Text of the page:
A retired Army general and former high-ranking official in the Obama administration recently spoke at a well-known American university. During the questions following his remarks, he was asked by a student why 25 percent of U.S. foreign aid goes to Israel.
The general stumbled around and gave no real answer other than, “It’s complicated.”
What he did not say was that the premise of the question was wrong to start with because the percentage of U.S. foreign aid to Israel is nowhere near 25 percent. He also failed to list the numerous reasons that America’s financial assistance to Israel is important not only to Israel, but to the USA. As a result of his lack of response, the students left the auditorium thinking that 25 percent of U.S. foreign aid goes to Israel and that there is no good explanation for it.
Whether the general’s less-than-positive response was deliberate or not, this exchange is a perfect example of the effect of misinformation. One student in attendance was deeply troubled by the exchange and the reality that he, too, did not know how to adequately answer the question. He immediately began preparing himself to be able to explain the importance of American support for Israel in the future.
The fact is that only 6 percent of U.S. foreign aid goes to Israel. By law, 75 percent of that money is spent in the United States, thus creating jobs and boosting America’s defense industry.
In return for the remaining foreign aid that is not spent in the U.S., one could argue that the United States’ military, intelligence and homeland defense benefit in substantial ways. Israeli battlefield innovations have helped the United States dramatically improve both its equipment and tactics. Increasingly, U.S. homeland security and military agencies are turning to Israeli technology to solve some of their most vexing technical problems. Israel has also provided invaluable intelligence and training to U.S. forces in the region.
A Stable Ally in a Turbulent Region
Some skeptics might ask why Israel has this special relationship with the U.S. and not some other country in the Middle East. The answer is simple: No other country in the Middle East advances America’s interests like Israel. While the rest of the Middle East vacillates between dictatorships and revolution, Israel has proven to be our most stable and vital ally in the region.
Though America clearly faces a tough budgetary environment, America’s foreign aid to Israel helps us to confront major threats abroad. It is vital in helping Israel meet the growing challenges of a region in turmoil, a potential nuclear Iran, Hamas rocket attacks from Gaza, and a resurgent Hezbollah in Lebanon armed with more than 55,000 rockets and missiles. These growing challenges are also threats to the United States, another sworn enemy of the radical elements seeking Israel’s destruction.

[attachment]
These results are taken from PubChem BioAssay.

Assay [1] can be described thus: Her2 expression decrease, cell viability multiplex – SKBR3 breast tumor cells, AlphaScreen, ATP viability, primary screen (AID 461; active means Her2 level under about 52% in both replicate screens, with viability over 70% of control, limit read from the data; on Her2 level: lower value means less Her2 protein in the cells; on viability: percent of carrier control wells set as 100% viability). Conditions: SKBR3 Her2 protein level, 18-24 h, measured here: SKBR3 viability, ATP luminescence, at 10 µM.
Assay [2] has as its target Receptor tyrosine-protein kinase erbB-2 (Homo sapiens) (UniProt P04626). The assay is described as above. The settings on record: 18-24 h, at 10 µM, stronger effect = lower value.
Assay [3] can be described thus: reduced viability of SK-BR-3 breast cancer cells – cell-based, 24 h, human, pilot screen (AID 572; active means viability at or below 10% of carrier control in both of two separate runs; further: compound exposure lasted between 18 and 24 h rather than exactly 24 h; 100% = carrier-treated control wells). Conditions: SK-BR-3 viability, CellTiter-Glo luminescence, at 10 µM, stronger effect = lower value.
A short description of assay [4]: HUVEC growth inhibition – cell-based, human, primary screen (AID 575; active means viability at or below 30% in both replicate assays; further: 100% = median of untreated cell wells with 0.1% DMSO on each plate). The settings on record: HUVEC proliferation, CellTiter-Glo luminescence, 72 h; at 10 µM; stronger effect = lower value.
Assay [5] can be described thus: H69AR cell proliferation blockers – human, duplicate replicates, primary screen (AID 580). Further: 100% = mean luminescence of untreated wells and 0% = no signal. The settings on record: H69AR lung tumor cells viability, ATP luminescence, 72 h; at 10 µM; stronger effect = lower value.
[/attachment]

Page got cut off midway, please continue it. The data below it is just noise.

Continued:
America also supports Israel because of the two nations’ shared values. Commitment to democracy and human rights, the rule of law, freedom of religion, freedom of the press and freedom of assembly are all fundamental values shared by the two countries. Like the United States, Israel has an independent judicial system that safeguards the rights of individuals. No other Middle Eastern country has that degree of democracy and freedom.
And last but not least, the people of Israel love and support the United States. They weep with us when we weep, and they celebrate our achievements. This stands in strong contrast to the rejoicing that took place in many Arab streets on 9/11 and the pronouncements of judgment on America as the “big Satan” when disasters strike.
The case for American support for Israel is strong. But it does not stop with geopolitical arguments.
When God initiated His plan of world redemption, the first thing He did was to establish a people through whom He would carry out His plan and through whom He would bless “all the families” of the world. This nation was created miraculously, as Sarah was well beyond childbearing years, and would be His special people, chosen to be the vehicle of His redemptive plan.
For that reason, God promised Abraham that He would bless those who blessed this chosen people. He knew that if we blessed the people of Israel, we were siding with God and His plan.
To oppose them was to oppose God Himself.
We can be certain that the United States has been blessed because of its financial assistance and close partnership with Israel. This blessing is at risk, due to some actions and policies by the current American administration. But the real challenge is how the next generation of American leaders will come to understand the strategic, financial and spiritual benefits of our support of Israel, given the misinformation on many college campuses.
It will only happen if someone gives them the answer before the question is asked.
Susan Michael is the U.S. director for the International Christian Embassy Jerusalem and creator of the online resource at IsraelAnswers.com.